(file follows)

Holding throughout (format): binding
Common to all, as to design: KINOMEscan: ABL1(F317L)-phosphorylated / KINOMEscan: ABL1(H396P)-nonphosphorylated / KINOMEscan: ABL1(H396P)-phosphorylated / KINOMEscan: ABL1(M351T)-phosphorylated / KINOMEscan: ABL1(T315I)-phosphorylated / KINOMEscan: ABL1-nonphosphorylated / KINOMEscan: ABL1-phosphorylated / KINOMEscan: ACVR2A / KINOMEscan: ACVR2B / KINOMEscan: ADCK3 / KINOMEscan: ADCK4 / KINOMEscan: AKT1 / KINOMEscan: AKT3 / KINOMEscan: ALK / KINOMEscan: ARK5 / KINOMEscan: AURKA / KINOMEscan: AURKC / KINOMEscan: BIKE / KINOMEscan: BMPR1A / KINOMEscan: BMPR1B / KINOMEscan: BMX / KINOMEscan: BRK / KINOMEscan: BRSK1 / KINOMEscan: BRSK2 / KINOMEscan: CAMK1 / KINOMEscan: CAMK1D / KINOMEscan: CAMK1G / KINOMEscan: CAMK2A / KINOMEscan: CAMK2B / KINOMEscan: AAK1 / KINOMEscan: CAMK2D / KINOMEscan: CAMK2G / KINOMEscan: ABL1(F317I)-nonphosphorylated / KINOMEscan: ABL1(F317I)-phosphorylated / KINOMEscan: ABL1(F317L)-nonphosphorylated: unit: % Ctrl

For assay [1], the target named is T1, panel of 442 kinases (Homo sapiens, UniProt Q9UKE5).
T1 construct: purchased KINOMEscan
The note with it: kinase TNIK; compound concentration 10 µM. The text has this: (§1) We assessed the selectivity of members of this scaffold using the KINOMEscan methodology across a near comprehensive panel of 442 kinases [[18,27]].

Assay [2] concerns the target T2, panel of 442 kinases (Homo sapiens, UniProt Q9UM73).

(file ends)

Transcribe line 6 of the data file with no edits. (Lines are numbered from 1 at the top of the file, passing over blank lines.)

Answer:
Assay [2] concerns the target T2, panel of 442 kinases (Homo sapiens, UniProt Q9UM73).